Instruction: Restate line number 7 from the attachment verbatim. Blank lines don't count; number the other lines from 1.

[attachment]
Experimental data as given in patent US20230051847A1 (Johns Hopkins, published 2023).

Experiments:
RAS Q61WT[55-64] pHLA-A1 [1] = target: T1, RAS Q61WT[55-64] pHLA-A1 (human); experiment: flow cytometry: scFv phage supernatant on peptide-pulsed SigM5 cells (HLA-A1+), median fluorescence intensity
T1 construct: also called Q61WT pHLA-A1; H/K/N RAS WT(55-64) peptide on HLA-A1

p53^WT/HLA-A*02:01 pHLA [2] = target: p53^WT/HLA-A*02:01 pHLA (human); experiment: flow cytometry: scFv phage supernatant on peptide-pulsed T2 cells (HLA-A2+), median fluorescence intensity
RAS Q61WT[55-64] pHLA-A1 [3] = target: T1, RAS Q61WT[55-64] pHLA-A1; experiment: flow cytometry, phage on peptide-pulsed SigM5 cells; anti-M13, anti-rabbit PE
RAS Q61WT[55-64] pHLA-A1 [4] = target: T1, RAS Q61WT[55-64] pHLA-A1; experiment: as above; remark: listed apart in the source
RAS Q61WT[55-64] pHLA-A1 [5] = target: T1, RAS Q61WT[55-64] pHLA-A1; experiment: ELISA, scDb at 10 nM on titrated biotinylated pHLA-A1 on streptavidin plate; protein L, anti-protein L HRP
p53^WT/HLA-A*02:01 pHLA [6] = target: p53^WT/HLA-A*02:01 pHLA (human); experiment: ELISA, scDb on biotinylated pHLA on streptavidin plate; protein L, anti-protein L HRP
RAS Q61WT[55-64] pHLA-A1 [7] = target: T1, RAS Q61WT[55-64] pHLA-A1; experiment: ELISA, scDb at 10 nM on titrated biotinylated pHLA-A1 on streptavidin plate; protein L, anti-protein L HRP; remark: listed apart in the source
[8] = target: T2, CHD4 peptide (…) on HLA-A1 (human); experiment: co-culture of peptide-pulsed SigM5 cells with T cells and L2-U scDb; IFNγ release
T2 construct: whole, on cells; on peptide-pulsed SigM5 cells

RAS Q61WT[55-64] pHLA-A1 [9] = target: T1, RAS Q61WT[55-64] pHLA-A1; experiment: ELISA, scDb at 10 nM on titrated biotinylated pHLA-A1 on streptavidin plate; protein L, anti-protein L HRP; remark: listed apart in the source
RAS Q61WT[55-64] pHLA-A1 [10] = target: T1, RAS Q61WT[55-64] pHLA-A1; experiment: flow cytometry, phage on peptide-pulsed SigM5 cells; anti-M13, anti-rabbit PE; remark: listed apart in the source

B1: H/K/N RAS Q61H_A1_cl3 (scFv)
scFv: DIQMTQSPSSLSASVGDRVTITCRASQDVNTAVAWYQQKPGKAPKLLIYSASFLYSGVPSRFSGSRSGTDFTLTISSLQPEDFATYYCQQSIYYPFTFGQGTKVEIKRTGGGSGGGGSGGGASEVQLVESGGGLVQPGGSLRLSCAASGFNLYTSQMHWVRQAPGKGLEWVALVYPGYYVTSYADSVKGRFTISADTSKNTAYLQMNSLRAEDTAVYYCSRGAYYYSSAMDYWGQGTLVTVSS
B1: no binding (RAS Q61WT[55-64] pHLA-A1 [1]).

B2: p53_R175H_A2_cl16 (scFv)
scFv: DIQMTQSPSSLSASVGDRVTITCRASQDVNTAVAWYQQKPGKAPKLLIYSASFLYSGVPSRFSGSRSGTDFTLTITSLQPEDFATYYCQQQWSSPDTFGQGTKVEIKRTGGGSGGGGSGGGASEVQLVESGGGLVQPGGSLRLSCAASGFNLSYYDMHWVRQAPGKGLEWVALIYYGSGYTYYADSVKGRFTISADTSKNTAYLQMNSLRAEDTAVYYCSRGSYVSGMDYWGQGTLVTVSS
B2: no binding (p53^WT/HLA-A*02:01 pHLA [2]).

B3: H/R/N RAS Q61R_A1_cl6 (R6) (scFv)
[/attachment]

RAS Q61WT[55-64] pHLA-A1 [4] = target: T1, RAS Q61WT[55-64] pHLA-A1; experiment: as above; remark: listed apart in the source